Offseason evaluation of the Detroit Tigers
By Joe Underhill
It has been a relatively quiet off-season for the Detroit Tigers.
The biggest change for the team has been in the “behind the scenes” areas starting with the hiring of Scott Harris to be the new President of Baseball Operations. While many fans were hoping the Tigers would jump into the free-agent frenzy, they have been pretty conservative in both their signings and trades so far.
While many fans fear the lack of major signings signal another long rebuild, it is the belief of this writer that it actually signals a long overdue system evaluation. Harris and the Tigers are in the midst of reorganizing their player development and further developing their analytical department. Last off-season, owner Chris Ilitch answered the question of whether he would be willing to spend on free agents by signing Eduardo Rodriguez and Javier Baez to large contracts.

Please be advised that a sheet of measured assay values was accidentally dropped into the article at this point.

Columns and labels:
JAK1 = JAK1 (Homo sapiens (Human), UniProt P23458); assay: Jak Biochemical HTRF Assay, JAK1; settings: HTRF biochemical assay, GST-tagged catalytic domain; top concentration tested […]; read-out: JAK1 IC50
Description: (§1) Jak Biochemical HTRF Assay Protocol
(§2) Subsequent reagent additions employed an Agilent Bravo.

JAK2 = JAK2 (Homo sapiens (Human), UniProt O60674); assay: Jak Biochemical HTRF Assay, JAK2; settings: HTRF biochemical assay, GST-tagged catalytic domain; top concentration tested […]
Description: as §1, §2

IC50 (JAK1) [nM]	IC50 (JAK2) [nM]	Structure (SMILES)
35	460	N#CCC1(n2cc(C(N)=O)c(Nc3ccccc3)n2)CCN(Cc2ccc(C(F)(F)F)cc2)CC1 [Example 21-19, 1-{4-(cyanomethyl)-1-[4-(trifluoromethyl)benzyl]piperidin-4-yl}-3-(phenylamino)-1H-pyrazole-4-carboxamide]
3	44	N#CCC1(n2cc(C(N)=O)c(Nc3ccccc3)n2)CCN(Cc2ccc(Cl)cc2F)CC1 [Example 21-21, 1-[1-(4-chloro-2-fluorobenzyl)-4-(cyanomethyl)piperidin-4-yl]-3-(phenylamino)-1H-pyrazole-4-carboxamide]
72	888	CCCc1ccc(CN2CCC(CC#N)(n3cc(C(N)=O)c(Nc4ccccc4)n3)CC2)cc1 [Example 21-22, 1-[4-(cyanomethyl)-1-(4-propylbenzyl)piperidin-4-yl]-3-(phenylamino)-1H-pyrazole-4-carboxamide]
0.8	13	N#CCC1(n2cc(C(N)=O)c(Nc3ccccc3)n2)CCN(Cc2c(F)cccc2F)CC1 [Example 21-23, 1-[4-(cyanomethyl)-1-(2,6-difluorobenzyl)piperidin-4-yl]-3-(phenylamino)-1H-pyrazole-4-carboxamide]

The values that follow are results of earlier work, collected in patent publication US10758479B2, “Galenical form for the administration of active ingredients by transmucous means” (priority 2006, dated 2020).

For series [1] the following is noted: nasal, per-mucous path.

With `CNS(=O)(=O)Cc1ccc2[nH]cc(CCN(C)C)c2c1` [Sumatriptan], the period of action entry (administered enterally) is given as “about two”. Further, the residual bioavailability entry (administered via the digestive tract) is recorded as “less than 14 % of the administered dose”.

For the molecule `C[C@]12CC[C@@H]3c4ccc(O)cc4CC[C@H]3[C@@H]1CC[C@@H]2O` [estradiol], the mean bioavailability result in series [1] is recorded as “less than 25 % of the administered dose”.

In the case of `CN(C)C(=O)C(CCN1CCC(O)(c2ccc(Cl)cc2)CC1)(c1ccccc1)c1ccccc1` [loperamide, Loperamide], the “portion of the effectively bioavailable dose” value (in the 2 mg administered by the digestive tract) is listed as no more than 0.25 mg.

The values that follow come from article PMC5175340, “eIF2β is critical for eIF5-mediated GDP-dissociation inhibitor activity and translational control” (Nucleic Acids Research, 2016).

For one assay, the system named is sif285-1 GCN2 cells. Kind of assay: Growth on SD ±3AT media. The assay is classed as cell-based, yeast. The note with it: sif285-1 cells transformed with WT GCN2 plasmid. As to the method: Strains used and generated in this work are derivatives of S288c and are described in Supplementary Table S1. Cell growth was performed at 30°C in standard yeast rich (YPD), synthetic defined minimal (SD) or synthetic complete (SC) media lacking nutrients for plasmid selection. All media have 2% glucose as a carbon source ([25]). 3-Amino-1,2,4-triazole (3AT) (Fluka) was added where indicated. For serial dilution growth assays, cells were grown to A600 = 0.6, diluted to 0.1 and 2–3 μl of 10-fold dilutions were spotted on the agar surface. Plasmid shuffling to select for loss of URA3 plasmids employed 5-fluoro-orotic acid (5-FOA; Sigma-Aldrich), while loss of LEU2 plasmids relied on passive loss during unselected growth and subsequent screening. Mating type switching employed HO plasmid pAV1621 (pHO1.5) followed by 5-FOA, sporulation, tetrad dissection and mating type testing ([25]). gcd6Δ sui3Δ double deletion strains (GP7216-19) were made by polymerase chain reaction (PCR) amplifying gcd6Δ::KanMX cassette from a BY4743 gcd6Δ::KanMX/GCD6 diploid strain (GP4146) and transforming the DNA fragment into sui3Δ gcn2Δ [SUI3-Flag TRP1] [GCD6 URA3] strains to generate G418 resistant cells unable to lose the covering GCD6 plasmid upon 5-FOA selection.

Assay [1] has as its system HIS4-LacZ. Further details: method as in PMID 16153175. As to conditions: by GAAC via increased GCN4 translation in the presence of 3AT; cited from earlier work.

With all this said, let’s take a look at the signings and trades that should impact the Tigers roster in 2023. Transactions sorted by date.
Justyn-Henry Malloy: Acquired from the Braves in the trade for Joe Jimenez, Malloy shows good plate discipline and will be coming to camp with a legitimate chance to make the opening day roster. He posted strong numbers across three levels in the minors and performed well in the AFL. Defense has been a challenge for Malloy at third, so his path to The Show is most likely in a corner outfield position.
Mason Englert: A strong second half to the 2021 season made Englert a target for the Tigers in the Rule 5 draft. Englert has been a starter for his minor-league career and will come to Spring Training competing for a spot in the back of the Tigers rotation because the Tigers need to keep him on the 26-man roster or offer him back to Texas. For 2023, there is a good chance Englert will work as a swing starter/long relief option for the Tigers.